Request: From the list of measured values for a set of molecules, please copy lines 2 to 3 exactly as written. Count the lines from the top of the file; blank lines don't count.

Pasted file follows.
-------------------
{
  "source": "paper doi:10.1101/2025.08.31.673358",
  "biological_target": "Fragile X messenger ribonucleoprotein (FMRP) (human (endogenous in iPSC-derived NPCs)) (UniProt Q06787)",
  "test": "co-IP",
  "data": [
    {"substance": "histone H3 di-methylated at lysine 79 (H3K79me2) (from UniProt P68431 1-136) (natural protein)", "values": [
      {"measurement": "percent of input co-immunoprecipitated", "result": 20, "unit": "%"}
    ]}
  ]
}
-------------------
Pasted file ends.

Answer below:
  "source": "paper doi:10.1101/2025.08.31.673358",
  "biological_target": "Fragile X messenger ribonucleoprotein (FMRP) (human (endogenous in iPSC-derived NPCs)) (UniProt Q06787)",